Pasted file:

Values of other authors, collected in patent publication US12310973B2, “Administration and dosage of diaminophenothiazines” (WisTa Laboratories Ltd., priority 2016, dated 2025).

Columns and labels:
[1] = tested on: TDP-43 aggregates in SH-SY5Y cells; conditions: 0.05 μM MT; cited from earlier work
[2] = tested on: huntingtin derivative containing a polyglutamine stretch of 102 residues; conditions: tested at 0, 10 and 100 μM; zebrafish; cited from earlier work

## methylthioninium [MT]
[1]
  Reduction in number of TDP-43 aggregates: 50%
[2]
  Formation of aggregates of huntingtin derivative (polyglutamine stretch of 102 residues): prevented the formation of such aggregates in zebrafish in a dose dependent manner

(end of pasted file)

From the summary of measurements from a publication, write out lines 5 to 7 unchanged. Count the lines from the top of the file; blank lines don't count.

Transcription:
## methylthioninium [MT]
[1]
  Reduction in number of TDP-43 aggregates: 50%